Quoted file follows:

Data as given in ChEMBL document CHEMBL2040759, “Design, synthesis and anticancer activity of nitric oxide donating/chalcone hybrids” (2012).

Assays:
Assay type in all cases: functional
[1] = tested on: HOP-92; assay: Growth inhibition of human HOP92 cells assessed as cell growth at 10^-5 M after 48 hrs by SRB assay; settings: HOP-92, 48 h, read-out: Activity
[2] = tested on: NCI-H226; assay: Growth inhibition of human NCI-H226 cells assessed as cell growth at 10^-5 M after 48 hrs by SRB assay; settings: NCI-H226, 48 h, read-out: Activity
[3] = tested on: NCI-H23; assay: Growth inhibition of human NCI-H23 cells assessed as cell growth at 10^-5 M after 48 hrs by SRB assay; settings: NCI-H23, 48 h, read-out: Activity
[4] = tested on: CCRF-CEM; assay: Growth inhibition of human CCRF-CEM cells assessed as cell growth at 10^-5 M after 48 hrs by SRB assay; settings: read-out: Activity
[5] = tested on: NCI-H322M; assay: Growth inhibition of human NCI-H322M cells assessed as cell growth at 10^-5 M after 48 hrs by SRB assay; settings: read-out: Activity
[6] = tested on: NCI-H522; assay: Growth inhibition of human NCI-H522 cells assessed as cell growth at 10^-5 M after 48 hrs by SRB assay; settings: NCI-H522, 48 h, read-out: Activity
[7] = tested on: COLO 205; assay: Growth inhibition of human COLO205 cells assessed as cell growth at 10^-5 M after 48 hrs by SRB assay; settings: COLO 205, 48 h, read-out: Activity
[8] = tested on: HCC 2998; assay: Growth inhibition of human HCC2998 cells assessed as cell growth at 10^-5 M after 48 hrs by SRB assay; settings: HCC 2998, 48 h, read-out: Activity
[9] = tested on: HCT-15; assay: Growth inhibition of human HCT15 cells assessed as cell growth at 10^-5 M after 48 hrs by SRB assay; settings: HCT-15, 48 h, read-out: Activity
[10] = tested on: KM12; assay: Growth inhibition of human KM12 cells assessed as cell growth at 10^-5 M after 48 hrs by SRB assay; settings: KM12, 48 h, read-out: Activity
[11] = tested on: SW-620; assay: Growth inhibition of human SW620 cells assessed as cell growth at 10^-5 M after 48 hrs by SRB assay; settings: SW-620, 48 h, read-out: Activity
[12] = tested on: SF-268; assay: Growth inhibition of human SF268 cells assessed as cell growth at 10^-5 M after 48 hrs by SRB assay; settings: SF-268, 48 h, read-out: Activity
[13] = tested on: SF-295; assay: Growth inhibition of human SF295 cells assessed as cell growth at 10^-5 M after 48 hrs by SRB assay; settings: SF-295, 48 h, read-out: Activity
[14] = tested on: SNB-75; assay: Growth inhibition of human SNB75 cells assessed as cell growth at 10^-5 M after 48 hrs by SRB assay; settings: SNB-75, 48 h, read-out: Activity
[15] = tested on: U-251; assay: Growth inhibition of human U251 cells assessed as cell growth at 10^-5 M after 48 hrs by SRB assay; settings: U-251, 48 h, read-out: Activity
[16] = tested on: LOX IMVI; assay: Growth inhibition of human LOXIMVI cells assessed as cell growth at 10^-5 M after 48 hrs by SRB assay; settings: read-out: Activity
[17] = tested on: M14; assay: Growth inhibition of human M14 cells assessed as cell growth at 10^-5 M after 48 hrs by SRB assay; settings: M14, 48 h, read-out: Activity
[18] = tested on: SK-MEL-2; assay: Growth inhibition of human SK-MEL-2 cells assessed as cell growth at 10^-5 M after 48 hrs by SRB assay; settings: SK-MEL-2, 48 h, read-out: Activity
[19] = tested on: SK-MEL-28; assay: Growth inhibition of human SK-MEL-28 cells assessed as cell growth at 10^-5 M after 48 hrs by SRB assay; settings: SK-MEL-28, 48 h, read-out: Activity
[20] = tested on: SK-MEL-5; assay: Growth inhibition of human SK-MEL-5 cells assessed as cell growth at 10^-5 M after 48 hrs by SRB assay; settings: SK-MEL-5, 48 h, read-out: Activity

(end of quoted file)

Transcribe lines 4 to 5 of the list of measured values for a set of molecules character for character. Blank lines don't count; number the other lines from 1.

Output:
[1] = tested on: HOP-92; assay: Growth inhibition of human HOP92 cells assessed as cell growth at 10^-5 M after 48 hrs by SRB assay; settings: HOP-92, 48 h, read-out: Activity
[2] = tested on: NCI-H226; assay: Growth inhibition of human NCI-H226 cells assessed as cell growth at 10^-5 M after 48 hrs by SRB assay; settings: NCI-H226, 48 h, read-out: Activity